Having promised a renewed focus on addressing the nation's high jobless rate earlier this year, President Barack Obama on Thursday signed into law a $17.6 billion jobs bill, which he said is a start in helping putting Americans back to work.
At a signing ceremony in the Rose Garden at the White House, Obama said the measure, which passed by a healthy margin in the Senate, showed Republicans and Democrats could work together in getting new laws passed.
"I hope it is a prelude to further cooperation in the days and months to come, as we continue the work of digging out of this recession and rebuilding our economy in a way that works for all Americans," the president said.
The bill grants employers an exception from the 6.2% Social Security payroll contribution for each worker hired through the end of the year, as long as the employee has been out of work for at least 60 days. Further, businesses can take an additional $1,000 income tax credit for every new employee kept on the payroll for 52 weeks.
The legislation passed by a 68-29 Senate vote Wednesday, with all Democrats except one, Nebraska's Ben Nelson, voting for the measure. Eleven Republicans voted in favor of the bill. Though the Senate passed the bill last week, it moved back to the House of Representatives, which tweaked it, requiring a second Senate vote.
A Rare Moment of Bipartisanship
Other provisions in the bill make it easier for employers to write off equipment purchases and provides a one-year extension on federal transportation funding for highway and mass transit projects. It also transfers $20 billion into the highway trust fund, which helps to make up lost revenue from lower gasoline-tax receipts.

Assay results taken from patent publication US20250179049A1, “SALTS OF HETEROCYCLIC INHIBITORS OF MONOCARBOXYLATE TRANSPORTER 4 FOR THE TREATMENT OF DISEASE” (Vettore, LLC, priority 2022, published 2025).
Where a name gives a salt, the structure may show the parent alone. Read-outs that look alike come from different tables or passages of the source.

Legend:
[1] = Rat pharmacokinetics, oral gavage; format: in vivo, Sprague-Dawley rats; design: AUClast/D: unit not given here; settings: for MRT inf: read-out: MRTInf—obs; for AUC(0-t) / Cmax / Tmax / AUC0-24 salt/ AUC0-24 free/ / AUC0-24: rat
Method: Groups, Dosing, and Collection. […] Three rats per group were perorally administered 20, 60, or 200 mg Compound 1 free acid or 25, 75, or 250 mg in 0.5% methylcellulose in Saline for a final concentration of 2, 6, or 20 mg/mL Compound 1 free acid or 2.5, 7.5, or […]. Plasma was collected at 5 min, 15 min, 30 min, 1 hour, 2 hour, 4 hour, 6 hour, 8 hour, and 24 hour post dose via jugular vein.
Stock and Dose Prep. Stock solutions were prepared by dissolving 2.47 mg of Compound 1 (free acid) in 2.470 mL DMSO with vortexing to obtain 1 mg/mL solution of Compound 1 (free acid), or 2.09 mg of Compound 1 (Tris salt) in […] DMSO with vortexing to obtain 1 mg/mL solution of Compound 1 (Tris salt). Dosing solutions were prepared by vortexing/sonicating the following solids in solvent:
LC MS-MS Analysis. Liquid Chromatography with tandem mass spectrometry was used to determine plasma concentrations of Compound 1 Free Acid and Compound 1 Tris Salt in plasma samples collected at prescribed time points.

Though small compared to last year's $862 billion economic stimulus package, the bill allows Democrats to show their constituents that the party is moving ahead with tackling the nation's stubbornly high unemployment rate, which has been hovering around 10% since last summer. Long mired in a contentious, partisan debate over health care reform, the bill's passage also shows the parties can coalesce on some issues.
"This is just the first, certainly not the last, piece of legislation that we will put forward in relation to jobs," said the bill's co-sponsor Charles Schumer (D-N.Y.). "If we don't create jobs, the economy will not move forward." The beauty of the modest bill lies in its simplicity, Schumer said: "It's focused on private-sector job growth, and it's paid-for."
Critics say the bill provides tax cuts and credits to employers who would hire new workers anyway. Some Republicans also counter that the legislation uses accounting sleight of hand to appear that it doesn't add to the nation's $12.5 trillion debt.
"When are we going to stop spending money around here as if there's no tomorrow?" Sen. Judd Gregg (R-N.H.) told the Associated Press. "Because pretty soon there's going to be no tomorrow for our children as we add this debt to their backs."
The measure the Senate passed last week also contained language that would have extended unemployment insurance and extended a 65% subsidy given to workers who have lost jobs but continue to receive health coverage through their previous employers. The legislation would also extend a variety of tax breaks for businesses and individuals, something that is attractive to lawmakers in both parties.
Both houses of Congress have passed the measure, but how to pay to for at least part of it remains a sticking point. Without consensus soon, Congress will likely have to pass a third temporary extension on jobless benefits, which would otherwise expire at the end of the month.
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